The Kentucky Horse Council has announced the November Kentucky Equine Networking Association (KENA) topic Building Your Equine Business: A Panel Discussion on Creating and Marketing Your Equine Business and the Current Tax Initiative and Economic Climate. The dinner will be held on November 17, 2015 at Fasig-Tipton in Lexington, Kentucky. KENA is a dinner and educational series open to both equine professionals and horse owners and will feature a networking reception from 5:30-6:00 PM, followed by dinner with the main speaker from 6-8 PM.
The group, focused on the Kentucky Thoroughbred, sport, and pleasure horse community, is charged with the mission of providing an educational and social venue for equine professionals and horse enthusiasts from all disciplines. KENA, which is supported by the University of Kentucky Ag Equine Program and the Kentucky Horse Council, provides the opportunity for attendees to share ideas and business strategies and to obtain up-to-date knowledge on horse and farm management.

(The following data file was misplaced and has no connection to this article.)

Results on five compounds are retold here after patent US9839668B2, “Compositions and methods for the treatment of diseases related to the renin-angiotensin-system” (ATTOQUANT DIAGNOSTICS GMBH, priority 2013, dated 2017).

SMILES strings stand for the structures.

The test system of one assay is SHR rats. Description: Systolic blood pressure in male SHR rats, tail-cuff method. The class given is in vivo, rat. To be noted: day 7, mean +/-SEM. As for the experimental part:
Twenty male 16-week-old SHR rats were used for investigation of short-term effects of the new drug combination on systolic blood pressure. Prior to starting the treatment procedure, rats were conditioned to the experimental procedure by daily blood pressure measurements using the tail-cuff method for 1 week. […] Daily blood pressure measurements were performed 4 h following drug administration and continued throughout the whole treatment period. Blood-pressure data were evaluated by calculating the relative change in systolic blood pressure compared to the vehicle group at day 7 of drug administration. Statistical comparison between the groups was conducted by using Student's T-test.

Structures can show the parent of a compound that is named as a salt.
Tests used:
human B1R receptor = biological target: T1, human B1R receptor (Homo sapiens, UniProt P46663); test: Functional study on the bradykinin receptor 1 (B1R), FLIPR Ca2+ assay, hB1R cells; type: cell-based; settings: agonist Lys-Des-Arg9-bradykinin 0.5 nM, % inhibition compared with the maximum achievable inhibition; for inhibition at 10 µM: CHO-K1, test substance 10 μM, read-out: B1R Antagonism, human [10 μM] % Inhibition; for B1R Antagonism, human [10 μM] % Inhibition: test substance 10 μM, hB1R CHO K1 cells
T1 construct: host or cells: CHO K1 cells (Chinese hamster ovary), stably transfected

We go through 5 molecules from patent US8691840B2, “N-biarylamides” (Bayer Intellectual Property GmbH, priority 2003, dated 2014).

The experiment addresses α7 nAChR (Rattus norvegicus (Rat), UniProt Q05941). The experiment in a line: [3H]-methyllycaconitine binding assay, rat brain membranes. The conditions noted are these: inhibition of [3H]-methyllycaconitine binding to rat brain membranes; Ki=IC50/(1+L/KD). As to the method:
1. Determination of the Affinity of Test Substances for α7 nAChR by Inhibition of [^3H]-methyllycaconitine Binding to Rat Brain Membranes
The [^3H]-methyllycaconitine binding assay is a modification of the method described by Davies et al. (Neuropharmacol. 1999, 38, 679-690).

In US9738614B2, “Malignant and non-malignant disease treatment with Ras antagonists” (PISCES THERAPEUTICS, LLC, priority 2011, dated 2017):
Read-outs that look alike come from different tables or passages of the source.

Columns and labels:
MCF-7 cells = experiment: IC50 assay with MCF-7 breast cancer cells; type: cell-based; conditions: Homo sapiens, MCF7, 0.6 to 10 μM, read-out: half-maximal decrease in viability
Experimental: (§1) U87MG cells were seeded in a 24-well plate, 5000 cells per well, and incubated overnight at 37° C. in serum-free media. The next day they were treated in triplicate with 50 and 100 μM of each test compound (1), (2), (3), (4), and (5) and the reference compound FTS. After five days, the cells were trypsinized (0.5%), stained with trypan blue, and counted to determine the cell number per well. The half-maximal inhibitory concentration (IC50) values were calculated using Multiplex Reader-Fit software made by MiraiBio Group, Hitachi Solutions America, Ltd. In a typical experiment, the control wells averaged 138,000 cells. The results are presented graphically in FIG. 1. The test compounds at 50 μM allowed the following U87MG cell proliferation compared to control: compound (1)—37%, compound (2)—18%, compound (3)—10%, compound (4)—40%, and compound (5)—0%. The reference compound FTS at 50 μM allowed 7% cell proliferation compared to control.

The November Building Your Equine Business Panel will feature speakers Rich Wilcke, Sarah Coleman, and Joe Clabes. Wilcke is the Past Chair of the Center of Equine Management at the University of Louisville, Coleman is the Director of Education and Development at New Vocations, and Clabes is the Executive Director of KEEP.
The Kentucky Equine Networking Association welcomes all Kentucky horse owners, professionals and enthusiasts to attend the November 17 event. For details and reservations, visit www.kentuckyhorse.org.
The Kentucky Horse Council is a non-profit organization dedicated, through education and leadership, to the protection and development of the Kentucky equine community. The Kentucky Horse Council provides educational programs and information, outreach and communication to Kentucky horse owners and enthusiasts, equine professional networking opportunities through KENA, trail riding advocacy, health and welfare programs, and personal liability insurance and other membership benefits. The specialty Kentucky Horse Council license plate, featuring a foal lying in the grass, provides the primary source of revenue for KHC programs